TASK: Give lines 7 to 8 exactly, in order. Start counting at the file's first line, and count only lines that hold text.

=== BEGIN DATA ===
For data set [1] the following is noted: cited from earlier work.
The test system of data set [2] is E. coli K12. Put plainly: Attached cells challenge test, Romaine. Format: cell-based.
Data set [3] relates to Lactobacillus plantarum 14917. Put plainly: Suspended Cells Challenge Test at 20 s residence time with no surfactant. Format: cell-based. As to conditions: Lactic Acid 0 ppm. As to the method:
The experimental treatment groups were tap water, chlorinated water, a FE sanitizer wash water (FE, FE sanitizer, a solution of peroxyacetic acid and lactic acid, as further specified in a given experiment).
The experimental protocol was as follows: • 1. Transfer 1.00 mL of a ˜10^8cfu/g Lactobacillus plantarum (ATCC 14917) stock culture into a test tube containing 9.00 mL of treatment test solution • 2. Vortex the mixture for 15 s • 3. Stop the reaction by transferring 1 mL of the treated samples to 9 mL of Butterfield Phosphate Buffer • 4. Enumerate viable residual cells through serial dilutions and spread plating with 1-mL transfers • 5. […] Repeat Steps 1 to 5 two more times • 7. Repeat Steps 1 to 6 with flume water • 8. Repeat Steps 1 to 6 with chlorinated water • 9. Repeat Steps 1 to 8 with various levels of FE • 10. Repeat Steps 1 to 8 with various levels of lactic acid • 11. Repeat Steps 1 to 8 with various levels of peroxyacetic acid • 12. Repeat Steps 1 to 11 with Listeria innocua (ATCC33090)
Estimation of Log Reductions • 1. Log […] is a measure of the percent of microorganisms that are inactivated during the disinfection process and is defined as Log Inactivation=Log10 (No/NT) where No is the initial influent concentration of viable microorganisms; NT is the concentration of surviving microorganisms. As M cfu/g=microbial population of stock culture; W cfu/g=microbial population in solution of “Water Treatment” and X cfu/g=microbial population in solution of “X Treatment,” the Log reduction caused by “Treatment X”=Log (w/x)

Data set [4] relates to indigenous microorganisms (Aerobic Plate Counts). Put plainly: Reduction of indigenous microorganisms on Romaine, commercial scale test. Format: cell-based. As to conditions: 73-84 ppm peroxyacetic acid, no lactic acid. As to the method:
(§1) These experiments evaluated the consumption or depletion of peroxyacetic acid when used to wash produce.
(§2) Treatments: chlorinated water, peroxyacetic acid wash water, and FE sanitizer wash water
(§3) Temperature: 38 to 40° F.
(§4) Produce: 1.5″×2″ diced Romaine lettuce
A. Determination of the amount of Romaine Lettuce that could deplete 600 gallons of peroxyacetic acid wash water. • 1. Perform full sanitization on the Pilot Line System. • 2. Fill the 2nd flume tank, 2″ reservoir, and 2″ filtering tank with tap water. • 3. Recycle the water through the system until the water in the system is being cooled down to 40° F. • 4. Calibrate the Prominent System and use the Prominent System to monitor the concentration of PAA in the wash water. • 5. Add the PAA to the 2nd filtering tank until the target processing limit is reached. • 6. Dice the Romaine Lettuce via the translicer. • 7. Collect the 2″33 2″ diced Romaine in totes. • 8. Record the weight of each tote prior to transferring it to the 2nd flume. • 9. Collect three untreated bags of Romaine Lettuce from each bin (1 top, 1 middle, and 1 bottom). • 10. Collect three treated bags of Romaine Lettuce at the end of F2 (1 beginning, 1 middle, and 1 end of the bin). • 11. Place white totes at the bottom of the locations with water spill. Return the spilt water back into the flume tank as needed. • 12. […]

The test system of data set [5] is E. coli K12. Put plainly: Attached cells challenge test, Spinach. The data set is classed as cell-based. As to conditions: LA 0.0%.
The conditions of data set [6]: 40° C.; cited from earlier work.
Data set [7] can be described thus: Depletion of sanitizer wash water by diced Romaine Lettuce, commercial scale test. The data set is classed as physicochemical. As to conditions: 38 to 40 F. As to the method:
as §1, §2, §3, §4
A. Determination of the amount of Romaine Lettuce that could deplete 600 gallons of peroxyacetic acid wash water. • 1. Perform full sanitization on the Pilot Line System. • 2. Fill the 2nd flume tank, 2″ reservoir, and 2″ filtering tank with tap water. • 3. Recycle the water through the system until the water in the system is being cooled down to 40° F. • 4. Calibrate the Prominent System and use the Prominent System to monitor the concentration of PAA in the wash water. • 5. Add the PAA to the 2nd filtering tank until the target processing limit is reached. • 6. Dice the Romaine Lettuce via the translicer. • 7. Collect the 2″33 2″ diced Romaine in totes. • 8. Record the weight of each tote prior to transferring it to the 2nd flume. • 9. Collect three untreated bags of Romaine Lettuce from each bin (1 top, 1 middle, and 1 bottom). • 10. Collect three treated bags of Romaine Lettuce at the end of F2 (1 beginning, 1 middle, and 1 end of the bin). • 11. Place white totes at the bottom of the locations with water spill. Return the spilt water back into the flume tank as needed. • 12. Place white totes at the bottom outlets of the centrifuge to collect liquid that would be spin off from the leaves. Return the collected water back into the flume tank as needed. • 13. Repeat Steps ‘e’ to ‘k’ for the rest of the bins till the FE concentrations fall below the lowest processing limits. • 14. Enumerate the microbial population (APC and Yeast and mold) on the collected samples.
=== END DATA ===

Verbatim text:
Data set [4] relates to indigenous microorganisms (Aerobic Plate Counts). Put plainly: Reduction of indigenous microorganisms on Romaine, commercial scale test. Format: cell-based. As to conditions: 73-84 ppm peroxyacetic acid, no lactic acid. As to the method:
(§1) These experiments evaluated the consumption or depletion of peroxyacetic acid when used to wash produce.